Among 189 FBS wide receivers with at least 65 targets in 2022, Nacua’s 4.2 yards per route run (YPRR) ranked No. 1, per SportsInfoSolutions. His 0.3 broken- and missed-tackles-forced-per-reception rate tied for No. 9.
Nacua’s exceptional talents starkly contrast with those of Jefferson and Atwell’s. Between the two, Atwell’s 1.67 YPRR in 2022 comes closer to the NFL’s ideal 2.0 YPRR rate, and neither has produced even 900 yards receiving in a single season.
Nacua’s rapid ascension to receiving starter treatment indicates he has an earlier-than-expected opportunity to enter Week 1 with a role in three-receiver sets. He can potentially take over as the No. 2 behind Kupp and is a worthwhile late-round dart throw.
Patriots at Packers
Coach Matt LaFleur kept the Green Bay Packers’ first-team offense on the field for three first-quarter drives (17 snaps). Two second-round rookies — TE Luke Musgrave and WR Jayden Reed — are making good on their draft capital, successfully earning Week 1 roles.
Musgrave played all 17 first-team snaps while Josiah Deguara played five and fellow rookie Tucker Kraft played three. Musgrave is now locked in as the team’s full-time starter with usage pointing toward top-12 fantasy relevancy. His 30 percent targets per route run (TPRR) ranks ninth among 30 NFL tight ends with at least four preseason targets. Plus, his 4.67 yards after the catch per reception is tied for 11th.
The 6-foot-6, 253-pound Musgrave led all Power 5 tight ends with 169 yards receiving in the first two weeks of his 2022 collegiate season. However, a Grade 3 MCL sprain suffered before the second game’s final whistle ended his season prematurely. His hot 2023 start confirms Musgrave’s small-sample 2022 success was no mirage.
Musgrave is being drafted outside the position’s top 25 on both ESPN and Sleeper in points-per-reception (PPR) leagues. He is the best late-round bet to produce a top-12 finish.
The 5-foot-11, 187-pound Reed played on nine of 17 first-team snaps and was one of two wide receivers to earn targets. Through two preseason games, Reed has demonstrated the requisite per-route efficiency (28.6 percent TPRR and 2.79 YPRR) to handle No. 3 wide receiver duties.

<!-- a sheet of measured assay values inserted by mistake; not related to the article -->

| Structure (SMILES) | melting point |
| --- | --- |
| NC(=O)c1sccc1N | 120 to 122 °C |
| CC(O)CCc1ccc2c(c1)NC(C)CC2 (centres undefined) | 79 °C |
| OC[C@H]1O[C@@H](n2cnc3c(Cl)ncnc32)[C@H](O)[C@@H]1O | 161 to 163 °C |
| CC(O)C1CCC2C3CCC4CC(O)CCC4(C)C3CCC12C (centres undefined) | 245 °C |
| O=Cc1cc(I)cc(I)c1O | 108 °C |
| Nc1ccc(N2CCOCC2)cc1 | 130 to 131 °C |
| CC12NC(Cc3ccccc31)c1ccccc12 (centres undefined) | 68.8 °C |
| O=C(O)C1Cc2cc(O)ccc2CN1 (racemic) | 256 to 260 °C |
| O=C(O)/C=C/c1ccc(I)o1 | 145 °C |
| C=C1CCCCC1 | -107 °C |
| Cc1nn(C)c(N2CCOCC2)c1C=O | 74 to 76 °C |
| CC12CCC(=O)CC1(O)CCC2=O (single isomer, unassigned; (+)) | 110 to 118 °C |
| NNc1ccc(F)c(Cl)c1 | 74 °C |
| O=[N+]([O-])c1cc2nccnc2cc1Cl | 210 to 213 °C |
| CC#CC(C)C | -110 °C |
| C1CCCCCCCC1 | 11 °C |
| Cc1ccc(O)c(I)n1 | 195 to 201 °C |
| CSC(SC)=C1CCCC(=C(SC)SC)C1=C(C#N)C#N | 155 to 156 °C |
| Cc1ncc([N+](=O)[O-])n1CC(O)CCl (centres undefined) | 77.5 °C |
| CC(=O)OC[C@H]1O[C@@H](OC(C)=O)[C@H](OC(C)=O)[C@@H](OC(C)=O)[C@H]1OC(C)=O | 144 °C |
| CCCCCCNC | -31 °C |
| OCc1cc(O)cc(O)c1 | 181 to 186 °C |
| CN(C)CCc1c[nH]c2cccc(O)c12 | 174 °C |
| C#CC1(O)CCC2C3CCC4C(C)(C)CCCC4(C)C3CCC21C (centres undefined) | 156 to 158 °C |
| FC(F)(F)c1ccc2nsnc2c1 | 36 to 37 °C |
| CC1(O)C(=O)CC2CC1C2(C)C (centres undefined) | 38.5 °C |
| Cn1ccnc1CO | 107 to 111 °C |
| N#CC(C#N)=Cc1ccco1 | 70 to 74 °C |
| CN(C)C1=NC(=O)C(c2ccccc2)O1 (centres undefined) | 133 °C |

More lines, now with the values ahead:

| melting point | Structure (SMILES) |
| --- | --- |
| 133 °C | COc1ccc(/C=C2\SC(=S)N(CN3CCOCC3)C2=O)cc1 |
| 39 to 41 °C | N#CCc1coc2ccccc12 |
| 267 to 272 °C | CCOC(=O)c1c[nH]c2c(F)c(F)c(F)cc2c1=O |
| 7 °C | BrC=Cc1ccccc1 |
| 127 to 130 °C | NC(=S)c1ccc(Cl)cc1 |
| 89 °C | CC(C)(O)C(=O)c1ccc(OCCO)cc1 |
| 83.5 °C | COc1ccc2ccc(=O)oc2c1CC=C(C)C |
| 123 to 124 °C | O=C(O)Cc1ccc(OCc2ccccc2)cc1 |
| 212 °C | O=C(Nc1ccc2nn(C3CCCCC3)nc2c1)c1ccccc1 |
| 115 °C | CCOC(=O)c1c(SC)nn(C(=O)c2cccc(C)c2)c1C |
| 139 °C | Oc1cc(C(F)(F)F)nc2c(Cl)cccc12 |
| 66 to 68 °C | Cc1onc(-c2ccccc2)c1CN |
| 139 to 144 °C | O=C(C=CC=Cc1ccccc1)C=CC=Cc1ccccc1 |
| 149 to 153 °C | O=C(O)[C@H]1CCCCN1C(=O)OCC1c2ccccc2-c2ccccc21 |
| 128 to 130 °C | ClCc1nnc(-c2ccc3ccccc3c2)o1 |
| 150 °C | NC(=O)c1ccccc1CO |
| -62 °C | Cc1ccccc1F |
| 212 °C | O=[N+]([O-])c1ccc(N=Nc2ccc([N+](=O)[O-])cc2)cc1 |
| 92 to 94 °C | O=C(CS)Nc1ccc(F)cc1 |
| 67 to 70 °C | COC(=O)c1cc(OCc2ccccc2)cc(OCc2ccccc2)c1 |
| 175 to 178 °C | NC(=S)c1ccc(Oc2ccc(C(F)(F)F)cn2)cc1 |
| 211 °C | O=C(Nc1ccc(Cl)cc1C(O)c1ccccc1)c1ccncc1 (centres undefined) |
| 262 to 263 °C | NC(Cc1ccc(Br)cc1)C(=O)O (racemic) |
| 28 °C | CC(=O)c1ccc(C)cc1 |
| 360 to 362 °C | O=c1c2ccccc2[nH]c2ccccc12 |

Green Bay’s final preseason game against the Seattle Seahawks gives Reed one more chance to leapfrog No. 2 wide receiver Romeo Doubs in the pecking order. Doubs disappointed in his 2022 rookie season, earning just 1.5 YPRR, which tied for 48th among 85 NFL wide receivers with at least 50 targets. Surpassing Doubs is well within Reed’s range of outcomes.
Chiefs at Cardinals
This week, coach Andy Reid increased the Kansas City Chiefs’ first-team offense’s playing time from one drive to three, allowing quarterback Patrick Mahomes and co. to play the entire first quarter. Reid also expanded his first-team player pool but kept Marquez Valdes-Scantling and Skyy Moore as the top two wide receivers.
|KC WR First-Team Preseason Snaps||Week 1 (6 Possible Snaps)||Week 2 (18 Possible Snaps)|
|Richie James Jr.||0||5|
Rashee Rice, Justyn Ross and Richie James’ elevation indicates the starting three-receiver isn’t solidified. Those three, along with Valdes-Scantling, are being selected outside ESPN and Sleeper’s top-60 wide receiver PPR ranks.
Valdes-Scantling’s volatile downfield role better lends itself to best ball formats, but Rice and Ross can operate at all three field depths. James profiles as a short-area route runner, though he was unable to earn a target against the Cardinals.
Rice and Ross look like the strongest bets for Kansas City’s perimeter-based, X wide receiver role. The table below ranks, in parentheses, their receiving production among 50 NFL wide receivers with at least seven preseason targets.
|NFL WR Preseason Receiving||Rashee Rice||Justyn Ross|
|TPRR||38.2% (No. 4)||30.0% (No. 13)|
|YPRR||3.71 (No. 2)||1.57 (No. 27)|
|Catch Rate||84.6% (No. 8)||44.4% (T-No. 39)|
|Air Yards/Target||4.00 (T-No. 49)||9.22 (No. 25)|
|Yards/Reception||11.5 (No. 23)||11.8 (No. 20)|
|Yards After Catch/Reception||7.64 (No. 3)||4.25 (No. 19)|
With tight end Travis Kelce turning 34 in October, there is room for a young wide receiver to blossom into Mahomes’ next long-term No. 1 target. Fantasy managers would do well to throw darts at any of the receivers receiving first-team reps, especially the Rice and Ross pairing.